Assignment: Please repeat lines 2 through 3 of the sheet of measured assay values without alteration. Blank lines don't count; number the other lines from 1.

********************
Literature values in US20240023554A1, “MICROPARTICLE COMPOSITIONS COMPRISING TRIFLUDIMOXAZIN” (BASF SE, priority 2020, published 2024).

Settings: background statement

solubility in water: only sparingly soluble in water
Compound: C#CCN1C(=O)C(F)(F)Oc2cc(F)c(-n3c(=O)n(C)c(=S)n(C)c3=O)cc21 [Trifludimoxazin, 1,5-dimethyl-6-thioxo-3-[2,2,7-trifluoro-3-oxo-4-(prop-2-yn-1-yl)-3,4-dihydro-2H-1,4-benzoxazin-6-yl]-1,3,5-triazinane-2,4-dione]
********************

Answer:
Settings: background statement

solubility in water: only sparingly soluble in water